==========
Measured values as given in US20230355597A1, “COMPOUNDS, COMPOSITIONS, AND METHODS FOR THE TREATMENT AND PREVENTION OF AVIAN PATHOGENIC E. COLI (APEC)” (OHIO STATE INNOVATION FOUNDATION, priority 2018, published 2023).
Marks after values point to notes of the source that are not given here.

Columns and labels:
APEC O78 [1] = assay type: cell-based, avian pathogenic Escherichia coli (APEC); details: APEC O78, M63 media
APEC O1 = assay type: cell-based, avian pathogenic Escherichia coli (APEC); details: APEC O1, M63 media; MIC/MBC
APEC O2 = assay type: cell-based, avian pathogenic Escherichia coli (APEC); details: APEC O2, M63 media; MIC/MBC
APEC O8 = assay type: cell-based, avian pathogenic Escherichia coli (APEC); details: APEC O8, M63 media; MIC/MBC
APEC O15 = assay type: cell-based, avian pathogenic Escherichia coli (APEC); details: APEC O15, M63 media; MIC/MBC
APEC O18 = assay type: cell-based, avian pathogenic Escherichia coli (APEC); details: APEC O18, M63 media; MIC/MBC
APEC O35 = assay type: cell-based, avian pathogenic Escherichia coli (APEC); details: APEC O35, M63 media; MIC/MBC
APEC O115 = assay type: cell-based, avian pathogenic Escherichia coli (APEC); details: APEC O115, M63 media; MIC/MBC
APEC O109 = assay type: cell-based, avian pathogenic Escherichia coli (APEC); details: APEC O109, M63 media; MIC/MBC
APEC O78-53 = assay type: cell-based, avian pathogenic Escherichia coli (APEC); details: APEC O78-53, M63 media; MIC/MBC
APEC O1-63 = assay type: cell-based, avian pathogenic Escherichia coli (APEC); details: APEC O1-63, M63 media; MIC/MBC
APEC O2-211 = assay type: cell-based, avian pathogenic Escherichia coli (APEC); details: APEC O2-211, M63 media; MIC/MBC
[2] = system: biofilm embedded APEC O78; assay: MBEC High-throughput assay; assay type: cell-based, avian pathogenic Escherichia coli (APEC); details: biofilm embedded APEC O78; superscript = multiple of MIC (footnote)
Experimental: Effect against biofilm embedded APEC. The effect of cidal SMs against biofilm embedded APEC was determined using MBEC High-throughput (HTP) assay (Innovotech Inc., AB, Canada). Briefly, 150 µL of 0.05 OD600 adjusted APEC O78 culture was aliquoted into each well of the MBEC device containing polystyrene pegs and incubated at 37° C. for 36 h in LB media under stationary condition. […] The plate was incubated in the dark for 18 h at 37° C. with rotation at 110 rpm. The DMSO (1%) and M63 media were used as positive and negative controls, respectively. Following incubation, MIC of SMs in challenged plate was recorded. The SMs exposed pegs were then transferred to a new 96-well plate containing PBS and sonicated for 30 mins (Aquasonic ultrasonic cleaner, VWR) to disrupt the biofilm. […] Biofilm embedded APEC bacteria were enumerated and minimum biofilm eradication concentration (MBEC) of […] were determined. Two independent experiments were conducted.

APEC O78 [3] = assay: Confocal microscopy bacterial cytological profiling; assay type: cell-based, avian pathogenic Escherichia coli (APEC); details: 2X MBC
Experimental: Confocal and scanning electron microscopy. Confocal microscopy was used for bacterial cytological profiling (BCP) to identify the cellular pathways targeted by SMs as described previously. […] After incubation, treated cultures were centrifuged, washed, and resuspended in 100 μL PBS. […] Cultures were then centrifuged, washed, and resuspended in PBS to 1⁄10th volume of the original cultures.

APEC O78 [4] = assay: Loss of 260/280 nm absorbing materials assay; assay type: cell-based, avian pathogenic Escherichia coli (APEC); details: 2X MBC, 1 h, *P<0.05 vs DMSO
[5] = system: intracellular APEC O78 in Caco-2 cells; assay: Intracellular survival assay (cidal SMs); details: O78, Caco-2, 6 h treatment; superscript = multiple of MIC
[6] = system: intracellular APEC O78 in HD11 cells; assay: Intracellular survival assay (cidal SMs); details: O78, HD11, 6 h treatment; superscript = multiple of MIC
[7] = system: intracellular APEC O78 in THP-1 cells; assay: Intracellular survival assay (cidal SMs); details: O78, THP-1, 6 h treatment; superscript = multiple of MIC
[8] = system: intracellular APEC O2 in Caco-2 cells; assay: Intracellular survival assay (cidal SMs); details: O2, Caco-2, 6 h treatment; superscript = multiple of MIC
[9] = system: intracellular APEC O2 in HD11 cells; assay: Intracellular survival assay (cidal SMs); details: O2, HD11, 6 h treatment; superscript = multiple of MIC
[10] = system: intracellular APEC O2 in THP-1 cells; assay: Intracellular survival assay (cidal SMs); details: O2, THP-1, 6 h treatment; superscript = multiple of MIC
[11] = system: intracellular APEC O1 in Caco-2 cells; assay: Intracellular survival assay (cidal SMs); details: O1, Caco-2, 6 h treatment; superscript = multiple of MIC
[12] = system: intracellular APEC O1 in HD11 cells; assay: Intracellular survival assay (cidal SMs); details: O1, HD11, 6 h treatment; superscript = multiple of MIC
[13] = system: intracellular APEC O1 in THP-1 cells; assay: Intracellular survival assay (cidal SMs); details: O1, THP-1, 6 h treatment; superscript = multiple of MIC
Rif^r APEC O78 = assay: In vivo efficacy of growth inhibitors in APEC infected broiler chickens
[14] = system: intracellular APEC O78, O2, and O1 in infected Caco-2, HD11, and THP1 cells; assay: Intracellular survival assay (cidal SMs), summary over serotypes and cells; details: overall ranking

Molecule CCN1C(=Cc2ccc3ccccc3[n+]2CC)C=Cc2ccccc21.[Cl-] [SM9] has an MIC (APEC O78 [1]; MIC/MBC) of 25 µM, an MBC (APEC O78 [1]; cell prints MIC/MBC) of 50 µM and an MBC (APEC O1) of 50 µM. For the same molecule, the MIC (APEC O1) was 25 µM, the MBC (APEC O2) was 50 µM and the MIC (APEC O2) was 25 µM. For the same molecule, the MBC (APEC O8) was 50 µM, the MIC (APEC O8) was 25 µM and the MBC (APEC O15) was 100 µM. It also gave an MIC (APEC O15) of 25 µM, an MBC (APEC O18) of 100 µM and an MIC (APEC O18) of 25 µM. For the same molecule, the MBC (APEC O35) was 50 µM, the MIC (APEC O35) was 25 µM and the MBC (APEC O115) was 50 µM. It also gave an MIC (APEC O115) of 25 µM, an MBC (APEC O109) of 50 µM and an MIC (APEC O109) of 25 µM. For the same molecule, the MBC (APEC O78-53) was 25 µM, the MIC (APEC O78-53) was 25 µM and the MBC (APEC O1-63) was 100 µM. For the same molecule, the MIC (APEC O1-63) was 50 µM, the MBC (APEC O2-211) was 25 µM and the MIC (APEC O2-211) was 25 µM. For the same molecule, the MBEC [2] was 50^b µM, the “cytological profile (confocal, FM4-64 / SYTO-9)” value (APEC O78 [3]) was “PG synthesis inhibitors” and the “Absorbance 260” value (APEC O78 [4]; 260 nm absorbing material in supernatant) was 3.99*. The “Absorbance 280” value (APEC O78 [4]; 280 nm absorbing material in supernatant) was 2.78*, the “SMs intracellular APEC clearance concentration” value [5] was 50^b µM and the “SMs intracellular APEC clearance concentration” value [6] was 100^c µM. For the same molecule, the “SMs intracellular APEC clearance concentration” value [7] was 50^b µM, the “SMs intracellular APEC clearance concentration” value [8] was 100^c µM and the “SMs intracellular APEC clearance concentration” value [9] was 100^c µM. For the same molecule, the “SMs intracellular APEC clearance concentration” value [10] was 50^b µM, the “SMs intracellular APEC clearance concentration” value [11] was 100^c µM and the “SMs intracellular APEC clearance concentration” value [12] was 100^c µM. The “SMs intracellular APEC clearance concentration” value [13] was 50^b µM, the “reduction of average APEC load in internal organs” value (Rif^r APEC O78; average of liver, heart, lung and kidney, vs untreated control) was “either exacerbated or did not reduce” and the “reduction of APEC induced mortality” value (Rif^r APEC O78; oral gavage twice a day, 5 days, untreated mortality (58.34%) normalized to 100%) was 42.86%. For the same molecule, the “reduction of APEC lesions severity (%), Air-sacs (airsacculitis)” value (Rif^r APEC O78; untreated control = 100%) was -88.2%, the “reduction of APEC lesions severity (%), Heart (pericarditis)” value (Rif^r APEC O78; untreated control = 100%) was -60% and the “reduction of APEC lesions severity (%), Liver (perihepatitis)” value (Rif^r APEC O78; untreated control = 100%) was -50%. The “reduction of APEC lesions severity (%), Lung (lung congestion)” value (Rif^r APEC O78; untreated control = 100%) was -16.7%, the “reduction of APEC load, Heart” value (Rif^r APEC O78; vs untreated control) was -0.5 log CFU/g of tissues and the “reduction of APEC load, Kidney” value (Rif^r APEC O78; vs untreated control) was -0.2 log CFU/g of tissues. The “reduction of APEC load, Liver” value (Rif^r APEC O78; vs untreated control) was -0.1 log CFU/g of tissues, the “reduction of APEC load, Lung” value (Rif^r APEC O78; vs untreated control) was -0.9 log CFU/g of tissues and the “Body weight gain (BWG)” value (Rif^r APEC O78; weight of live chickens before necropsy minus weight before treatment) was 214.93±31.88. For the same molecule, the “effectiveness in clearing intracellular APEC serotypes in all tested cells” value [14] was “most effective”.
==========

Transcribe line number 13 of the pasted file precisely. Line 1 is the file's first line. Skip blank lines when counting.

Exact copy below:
APEC O78-53 = assay type: cell-based, avian pathogenic Escherichia coli (APEC); details: APEC O78-53, M63 media; MIC/MBC